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Upper Tribunal on ‘person managing’ and ‘person in control’ of HMO for an RRO


Cottam & Ors v Lowe Management Ltd (HOUSING – RENT REPAYMENT ORDER – statutory definitions of “person managing” and “person in control of” an HMO) (2023) UKUT 306 (LC)

This is a quite significant Upper Tribunal decision on a rent repayment order application appeal on the statutory meaning of ‘person managing’ and ‘person in control’ of an HMO, with an interesting other issue on the effect of the owner of the property being a ‘health service body’ for the purposes of Schedule 14 Housing Act 2004.

The background is that NHS South East London Clinical Commissioning Group owned a large property that was formerly a residential home. The CCG was a ‘health service body’. In 2020, the CCG appointed NHS Greenwich Charitable Trust as its agent on a sale of the property. The charitable trust was not a ‘health service body’. As agents for the CCG, the Charitable Trust entered an agreement with Lowe for the purposes of putting in property guardians, for no rent. Lowe put in guardians, sufficient to make the property technically a licensable HMO, but did not initially obtain a licence (a Temporary Exemption Notice was sought shortly after occupation began, which was later granted, and a licence applied for at expiry of the TEN). Some of the guardians sought an RRO in the FTT.

The FTT found that

i) Lowe had a lease, and as the Charitable Trust was agent for the CCG, the lease was with the CCG. There was no rent, but a return of services.

ii) The CCG was a person having control of or managing the property. As such the Schedule 14 exclusion applied and no licence was required.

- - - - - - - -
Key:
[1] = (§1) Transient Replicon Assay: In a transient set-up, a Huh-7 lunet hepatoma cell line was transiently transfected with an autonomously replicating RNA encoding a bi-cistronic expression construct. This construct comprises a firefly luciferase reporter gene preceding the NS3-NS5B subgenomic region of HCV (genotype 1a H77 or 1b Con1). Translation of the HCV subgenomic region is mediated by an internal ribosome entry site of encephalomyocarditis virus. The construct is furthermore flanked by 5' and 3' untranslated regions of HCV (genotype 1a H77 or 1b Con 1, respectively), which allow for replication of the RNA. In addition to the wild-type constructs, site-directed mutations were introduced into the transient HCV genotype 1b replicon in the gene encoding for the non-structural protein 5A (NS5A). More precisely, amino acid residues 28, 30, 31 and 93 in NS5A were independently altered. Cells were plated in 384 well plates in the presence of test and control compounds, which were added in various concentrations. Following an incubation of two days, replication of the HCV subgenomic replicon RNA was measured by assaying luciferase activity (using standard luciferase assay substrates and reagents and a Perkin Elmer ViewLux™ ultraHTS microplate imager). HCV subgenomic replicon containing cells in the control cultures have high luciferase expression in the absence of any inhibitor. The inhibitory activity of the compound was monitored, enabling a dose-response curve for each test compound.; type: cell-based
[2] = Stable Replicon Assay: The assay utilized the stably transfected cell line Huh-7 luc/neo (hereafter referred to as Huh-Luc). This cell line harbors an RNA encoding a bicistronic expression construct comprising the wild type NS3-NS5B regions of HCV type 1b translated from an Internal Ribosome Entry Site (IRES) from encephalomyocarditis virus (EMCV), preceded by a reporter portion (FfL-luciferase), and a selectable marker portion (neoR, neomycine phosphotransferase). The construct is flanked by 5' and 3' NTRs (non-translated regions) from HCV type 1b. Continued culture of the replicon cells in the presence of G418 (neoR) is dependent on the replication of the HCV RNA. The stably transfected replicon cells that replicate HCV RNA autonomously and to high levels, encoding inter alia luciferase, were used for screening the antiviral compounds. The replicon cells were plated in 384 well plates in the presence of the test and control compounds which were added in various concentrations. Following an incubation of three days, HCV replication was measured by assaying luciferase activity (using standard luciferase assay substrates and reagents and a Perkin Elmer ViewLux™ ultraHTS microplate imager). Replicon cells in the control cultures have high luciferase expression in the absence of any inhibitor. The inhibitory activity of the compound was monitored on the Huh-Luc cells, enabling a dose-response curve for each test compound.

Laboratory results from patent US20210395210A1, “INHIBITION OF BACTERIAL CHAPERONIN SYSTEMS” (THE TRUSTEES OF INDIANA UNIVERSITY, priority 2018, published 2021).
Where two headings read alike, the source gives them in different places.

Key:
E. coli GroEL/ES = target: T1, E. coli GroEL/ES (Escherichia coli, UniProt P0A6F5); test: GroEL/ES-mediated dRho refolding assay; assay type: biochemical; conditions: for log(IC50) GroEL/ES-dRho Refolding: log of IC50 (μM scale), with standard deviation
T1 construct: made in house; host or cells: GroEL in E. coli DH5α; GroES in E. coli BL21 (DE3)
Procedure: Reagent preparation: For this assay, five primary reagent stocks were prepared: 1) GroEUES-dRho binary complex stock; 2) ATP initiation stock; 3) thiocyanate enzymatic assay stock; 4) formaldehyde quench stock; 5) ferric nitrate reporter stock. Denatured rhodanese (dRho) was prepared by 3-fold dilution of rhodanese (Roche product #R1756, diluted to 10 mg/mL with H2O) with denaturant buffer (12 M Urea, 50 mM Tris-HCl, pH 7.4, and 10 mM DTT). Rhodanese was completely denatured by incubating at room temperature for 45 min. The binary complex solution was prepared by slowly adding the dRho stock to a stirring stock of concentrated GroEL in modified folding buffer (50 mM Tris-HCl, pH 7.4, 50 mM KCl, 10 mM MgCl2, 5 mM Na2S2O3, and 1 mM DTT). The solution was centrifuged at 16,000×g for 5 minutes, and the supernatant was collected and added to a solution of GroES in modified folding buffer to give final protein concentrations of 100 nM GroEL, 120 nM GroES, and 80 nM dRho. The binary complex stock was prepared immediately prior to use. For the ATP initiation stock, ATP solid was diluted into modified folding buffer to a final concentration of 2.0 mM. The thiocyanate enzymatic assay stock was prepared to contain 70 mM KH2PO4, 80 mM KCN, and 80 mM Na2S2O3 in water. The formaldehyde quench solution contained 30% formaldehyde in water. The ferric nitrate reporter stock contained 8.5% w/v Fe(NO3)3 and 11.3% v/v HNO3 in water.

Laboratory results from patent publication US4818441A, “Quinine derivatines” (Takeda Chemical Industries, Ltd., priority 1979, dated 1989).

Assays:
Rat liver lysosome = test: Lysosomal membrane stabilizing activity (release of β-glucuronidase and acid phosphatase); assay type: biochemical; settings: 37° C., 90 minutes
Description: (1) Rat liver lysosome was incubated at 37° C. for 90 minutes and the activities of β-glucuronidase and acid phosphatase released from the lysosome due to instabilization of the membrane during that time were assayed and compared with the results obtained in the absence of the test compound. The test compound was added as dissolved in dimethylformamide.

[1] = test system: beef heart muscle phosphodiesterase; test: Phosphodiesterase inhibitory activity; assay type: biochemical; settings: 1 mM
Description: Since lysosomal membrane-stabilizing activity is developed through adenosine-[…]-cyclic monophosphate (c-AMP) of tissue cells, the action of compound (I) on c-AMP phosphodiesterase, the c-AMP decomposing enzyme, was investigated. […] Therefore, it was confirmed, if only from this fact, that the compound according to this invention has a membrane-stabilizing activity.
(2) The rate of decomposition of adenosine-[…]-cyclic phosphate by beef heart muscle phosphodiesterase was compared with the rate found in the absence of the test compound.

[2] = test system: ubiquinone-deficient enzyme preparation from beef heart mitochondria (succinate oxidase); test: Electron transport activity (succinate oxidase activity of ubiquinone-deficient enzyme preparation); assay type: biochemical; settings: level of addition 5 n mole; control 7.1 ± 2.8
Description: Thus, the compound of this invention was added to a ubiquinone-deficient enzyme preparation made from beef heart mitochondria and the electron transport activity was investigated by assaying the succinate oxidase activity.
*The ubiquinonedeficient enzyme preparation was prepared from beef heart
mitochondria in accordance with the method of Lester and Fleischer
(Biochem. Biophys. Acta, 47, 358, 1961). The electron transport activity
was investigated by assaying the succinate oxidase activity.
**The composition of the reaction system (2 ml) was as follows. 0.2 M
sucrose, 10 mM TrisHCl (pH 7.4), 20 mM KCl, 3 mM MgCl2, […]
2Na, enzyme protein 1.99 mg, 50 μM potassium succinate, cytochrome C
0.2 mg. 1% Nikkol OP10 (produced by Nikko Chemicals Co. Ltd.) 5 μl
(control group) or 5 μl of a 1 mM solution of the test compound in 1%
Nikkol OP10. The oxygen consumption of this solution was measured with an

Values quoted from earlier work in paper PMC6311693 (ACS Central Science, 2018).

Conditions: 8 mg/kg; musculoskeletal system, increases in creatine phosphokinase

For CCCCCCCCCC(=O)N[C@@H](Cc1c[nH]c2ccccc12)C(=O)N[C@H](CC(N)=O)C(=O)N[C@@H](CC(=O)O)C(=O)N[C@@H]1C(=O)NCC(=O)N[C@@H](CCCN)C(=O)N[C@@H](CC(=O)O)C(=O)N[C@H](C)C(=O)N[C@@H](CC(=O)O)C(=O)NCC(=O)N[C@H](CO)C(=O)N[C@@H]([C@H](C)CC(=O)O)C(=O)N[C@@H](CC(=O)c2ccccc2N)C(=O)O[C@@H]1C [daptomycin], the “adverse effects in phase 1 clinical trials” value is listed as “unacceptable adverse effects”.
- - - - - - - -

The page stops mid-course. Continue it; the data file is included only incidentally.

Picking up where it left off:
The guardians appealed.

The UT found:

i) that the guardians’ argument that where there was more than one person having control, the schedule 14 exclusion had to apply to all of them was wrong. It was sufficient that one person having control fell under the exclusions for a licence not to be required. However…

ii) it became apparent to the UT during argument that the FTT had erred in finding the CCG was a person in control. Despite this not having been a ground of appeal, the UT granted the appellants permission to appeal on this ground that the UT had raised.

Section 72(1) of Housing Act 2004 provides

“(1) In this Act “person having control”, in relation to premises, means (unless the context otherwise requires) the person who receives the rack-rent of the premises (whether on his own account or as agent or trustee of another person), or who would so receive it if the premises were let at a rack-rent.

(2) In subsection (1) “rack-rent” means a rent which is not less than two-thirds of the full net annual value of the premises.

(3) In this Act “person managing” means, in relation to premises, the person who, being an owner or lessee of the premises–

(a) receives (whether directly or through an agent or trustee) rents or other payments from–

(i) in the case of a house in multiple occupation, persons who are in occupation as tenants or licensees of parts of the premises; and

(ii) in the case of a house to which Part 3 applies (see section 79(2)), persons who are in occupation as tenants or licensees of parts of the premises, or of the whole of the premises; or

(b) would so receive those rents or other payments but for having entered into an arrangement (whether in pursuance of a court order or otherwise) with another person who is not an owner or lessee of the premises by virtue of which that other person receives the rents or other payments;

and includes, where those rents or other payments are received through another person as agent or trustee, that other person.”

While, per Cabo v Dezotti (2022) UKUT 240 (LC)  (our note), this could encompass an agent who received the rack rent as agent for another, that did not matter here.

The FTT had misconstrued the definition of s.72(1)(3)(b) in finding that the CCG was a person who would receive the rack rent but for entering an arrangement with another person who was not an owner or lessee.